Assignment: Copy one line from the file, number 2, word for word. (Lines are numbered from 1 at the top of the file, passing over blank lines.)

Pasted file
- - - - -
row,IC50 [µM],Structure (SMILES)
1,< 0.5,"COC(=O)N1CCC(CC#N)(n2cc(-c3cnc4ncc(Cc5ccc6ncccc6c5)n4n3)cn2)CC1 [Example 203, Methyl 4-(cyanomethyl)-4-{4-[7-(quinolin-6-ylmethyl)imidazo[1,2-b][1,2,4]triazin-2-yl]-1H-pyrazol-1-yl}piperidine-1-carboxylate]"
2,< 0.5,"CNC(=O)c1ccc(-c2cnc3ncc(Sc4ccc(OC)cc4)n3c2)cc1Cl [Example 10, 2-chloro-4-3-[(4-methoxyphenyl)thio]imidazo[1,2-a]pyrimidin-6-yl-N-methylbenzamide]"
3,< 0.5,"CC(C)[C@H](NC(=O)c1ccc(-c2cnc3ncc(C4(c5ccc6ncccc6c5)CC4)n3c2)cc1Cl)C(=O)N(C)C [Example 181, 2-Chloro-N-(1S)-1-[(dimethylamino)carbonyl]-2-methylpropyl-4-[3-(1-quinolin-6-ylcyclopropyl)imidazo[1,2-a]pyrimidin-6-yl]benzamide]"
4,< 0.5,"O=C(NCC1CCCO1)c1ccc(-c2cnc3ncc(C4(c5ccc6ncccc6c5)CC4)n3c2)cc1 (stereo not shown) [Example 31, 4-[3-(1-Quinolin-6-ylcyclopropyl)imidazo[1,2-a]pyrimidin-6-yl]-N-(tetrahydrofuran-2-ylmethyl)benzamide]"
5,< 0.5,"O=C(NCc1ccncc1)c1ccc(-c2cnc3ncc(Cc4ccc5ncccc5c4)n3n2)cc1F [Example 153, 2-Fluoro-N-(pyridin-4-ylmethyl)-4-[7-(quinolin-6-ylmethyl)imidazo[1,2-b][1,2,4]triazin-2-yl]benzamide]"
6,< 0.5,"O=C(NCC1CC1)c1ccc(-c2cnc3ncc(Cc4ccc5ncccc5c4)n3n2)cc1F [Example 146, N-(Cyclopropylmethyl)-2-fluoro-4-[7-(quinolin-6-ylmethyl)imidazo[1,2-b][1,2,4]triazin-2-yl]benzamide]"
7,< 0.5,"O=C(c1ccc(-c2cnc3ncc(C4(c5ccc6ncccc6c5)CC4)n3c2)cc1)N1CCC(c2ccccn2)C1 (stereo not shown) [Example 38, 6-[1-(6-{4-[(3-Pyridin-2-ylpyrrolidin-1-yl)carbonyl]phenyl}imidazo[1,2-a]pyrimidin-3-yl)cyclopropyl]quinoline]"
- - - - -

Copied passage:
1,< 0.5,"COC(=O)N1CCC(CC#N)(n2cc(-c3cnc4ncc(Cc5ccc6ncccc6c5)n4n3)cn2)CC1 [Example 203, Methyl 4-(cyanomethyl)-4-{4-[7-(quinolin-6-ylmethyl)imidazo[1,2-b][1,2,4]triazin-2-yl]-1H-pyrazol-1-yl}piperidine-1-carboxylate]"